GANDY — Neil Cosentino wants to get you a Christmas present.
Cosentino, who led the crusade to save the Friendship Trail Bridge, has been pestering Hillsborough County Commissioners to reopen the popular pedestrian park — if only for one merry day.
"(I)t would make a wonderful Christmas present (for) over 2,000,000 citizens in the Tampa Bay area," he said in an e-mail to a commissioner.
The windy, wide open water span opened for pedestrians 10 years ago today. Hillsborough and Pinellas county public works directors closed it last year after they say inspectors found that steel tendons that support the span were eroding, cracking and sending shards of concrete into the bay.
Mike Williams, a Hillsborough public works engineer, said county administrators could decide to reopen the bridge, but it's not likely.
"As stewards for the public, knowing what we know, we can't open that bridge," Williams said.
Commissioner Rose Ferlita said she understands that the bridge means a lot to her constituents, but she doesn't want to put them in danger.
"Opening it on Christmas Day, there's a liability there," she said. "I don't gamble with public safety issues."
However, there's still hope.
Williams said the county is working on an independent analysis to verify the findings.
But don't expect results by Christmas, he said.
Hundreds have packed community meetings on both sides of the bay to support keeping the bridge open. Engineers have estimated it will cost $15 million to extend the bridge's life by another decade. The estimate for tearing it down is $13 million.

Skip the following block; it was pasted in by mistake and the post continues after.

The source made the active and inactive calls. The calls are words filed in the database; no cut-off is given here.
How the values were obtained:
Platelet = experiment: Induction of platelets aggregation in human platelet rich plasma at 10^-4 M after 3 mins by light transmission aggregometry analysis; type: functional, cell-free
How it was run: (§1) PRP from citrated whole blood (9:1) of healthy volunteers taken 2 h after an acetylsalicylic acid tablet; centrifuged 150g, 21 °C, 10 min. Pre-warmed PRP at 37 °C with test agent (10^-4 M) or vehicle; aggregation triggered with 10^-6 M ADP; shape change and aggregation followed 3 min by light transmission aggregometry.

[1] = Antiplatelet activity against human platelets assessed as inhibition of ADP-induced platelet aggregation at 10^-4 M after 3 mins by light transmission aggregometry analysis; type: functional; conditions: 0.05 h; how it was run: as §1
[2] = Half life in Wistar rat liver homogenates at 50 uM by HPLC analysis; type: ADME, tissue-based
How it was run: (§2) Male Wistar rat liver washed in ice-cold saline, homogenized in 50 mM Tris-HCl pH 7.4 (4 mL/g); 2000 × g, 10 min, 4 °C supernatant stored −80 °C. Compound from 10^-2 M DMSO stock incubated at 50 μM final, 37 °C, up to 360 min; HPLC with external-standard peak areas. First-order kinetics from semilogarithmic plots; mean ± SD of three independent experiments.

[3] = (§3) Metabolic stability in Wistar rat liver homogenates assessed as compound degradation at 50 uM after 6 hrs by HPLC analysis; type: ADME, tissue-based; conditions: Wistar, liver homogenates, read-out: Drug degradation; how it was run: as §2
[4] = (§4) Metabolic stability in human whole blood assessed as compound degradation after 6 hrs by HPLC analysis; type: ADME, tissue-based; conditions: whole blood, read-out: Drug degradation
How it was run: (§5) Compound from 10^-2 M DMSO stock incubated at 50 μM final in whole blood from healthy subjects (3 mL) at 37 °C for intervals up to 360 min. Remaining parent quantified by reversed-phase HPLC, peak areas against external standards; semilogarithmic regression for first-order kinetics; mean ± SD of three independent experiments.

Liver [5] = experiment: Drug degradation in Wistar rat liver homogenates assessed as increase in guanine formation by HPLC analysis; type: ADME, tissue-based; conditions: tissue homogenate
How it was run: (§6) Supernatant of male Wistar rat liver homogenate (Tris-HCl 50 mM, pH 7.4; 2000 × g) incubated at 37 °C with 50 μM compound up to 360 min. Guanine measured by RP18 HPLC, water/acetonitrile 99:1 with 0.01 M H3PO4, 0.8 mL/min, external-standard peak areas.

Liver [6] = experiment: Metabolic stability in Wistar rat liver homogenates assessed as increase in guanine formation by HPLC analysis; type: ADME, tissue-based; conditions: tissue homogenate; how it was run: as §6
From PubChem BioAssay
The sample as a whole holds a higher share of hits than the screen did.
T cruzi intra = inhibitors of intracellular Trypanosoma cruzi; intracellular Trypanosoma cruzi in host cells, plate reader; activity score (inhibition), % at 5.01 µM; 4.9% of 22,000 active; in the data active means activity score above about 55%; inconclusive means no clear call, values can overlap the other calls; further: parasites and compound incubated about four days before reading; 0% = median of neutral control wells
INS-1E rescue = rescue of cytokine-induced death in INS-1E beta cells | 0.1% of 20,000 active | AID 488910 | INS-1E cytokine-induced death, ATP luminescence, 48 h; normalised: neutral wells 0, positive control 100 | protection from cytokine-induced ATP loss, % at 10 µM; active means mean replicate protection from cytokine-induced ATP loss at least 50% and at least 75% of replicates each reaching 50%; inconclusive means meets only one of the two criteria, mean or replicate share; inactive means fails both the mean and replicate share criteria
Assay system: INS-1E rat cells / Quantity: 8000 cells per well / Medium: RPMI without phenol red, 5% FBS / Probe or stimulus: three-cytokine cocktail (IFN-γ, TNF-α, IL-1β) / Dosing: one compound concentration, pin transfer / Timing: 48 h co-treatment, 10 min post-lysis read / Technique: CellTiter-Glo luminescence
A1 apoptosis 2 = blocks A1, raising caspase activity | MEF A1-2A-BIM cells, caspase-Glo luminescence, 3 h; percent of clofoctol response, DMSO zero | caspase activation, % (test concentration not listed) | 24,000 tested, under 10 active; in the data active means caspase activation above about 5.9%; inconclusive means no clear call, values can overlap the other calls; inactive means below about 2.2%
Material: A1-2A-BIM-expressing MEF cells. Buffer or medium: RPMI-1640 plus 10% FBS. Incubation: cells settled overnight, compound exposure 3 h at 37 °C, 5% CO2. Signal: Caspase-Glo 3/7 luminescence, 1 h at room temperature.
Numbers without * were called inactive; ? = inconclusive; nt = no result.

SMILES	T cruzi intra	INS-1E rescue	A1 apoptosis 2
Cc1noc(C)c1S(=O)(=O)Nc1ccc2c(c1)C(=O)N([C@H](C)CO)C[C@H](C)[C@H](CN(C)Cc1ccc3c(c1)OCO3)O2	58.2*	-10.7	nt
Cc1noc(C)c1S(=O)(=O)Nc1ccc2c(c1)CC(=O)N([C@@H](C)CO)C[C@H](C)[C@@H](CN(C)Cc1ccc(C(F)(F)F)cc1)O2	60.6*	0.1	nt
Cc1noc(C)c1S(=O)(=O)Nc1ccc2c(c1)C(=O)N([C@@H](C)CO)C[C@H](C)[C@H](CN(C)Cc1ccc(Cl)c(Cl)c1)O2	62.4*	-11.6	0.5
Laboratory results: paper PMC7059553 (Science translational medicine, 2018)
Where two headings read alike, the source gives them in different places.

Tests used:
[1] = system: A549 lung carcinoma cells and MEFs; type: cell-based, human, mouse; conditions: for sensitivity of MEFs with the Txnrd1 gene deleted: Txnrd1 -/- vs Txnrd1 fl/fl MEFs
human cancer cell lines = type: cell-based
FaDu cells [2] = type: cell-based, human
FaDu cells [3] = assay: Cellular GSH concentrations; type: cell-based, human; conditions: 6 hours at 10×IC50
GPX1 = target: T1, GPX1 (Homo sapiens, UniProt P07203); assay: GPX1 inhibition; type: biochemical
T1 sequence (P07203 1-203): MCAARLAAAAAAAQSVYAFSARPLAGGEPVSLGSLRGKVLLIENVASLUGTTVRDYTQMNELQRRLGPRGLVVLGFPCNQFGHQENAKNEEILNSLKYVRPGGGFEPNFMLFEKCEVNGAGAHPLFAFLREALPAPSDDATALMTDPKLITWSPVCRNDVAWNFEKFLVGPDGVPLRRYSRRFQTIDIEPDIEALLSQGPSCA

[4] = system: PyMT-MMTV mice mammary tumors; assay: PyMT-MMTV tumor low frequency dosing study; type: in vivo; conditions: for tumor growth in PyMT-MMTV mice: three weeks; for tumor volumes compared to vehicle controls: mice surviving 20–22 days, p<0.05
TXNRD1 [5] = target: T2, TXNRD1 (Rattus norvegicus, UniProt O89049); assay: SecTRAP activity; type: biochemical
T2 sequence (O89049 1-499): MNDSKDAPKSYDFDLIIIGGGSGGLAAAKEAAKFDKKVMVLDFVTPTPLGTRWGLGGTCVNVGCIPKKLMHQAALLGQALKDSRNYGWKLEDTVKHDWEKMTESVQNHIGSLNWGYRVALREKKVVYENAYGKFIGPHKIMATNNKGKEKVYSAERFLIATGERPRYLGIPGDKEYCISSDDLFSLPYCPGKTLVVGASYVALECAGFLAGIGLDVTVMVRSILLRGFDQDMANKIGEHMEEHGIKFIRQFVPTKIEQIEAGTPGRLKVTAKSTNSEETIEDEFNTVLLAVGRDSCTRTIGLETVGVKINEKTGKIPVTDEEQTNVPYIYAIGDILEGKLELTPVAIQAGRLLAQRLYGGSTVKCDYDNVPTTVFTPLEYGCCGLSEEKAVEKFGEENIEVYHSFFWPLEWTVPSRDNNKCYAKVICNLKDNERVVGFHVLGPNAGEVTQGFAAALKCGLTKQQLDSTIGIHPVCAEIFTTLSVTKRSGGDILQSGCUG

Cosentino questions whether the state of the bridge is as dire as engineers have said. From information he has gathered, he believes the bridge would crack, then gradually sag or sink before posing a danger to pedestrians.
He wants county officials to open the bridge Christmas eve and then inspect every morning for cracks before opening each day thereafter.
Cosentino, who says he worked in construction in New York, believes the bridge as it stands will be safe for the weight of pedestrians for 100 years. He wants county officials to specify which point of the bridge is in danger.
Williams says it's impossible to predict exactly when and where the bridge could fail.
By e-mail, he referred Cosentino to the engineer's reports, which he says alludes to a potential "sudden collapse due to the lack of tension tie and limited shear reinforcement."
Cosentino said these are generalities. Any bridge could collapse.
But he hasn't given up. He misses the euphoric feeling he experienced on that bridge.
"Maybe," he said, "Santa Claus will still come."
Elisabeth Parker can be reached at (813) 226-3431 or firstname.lastname@example.org.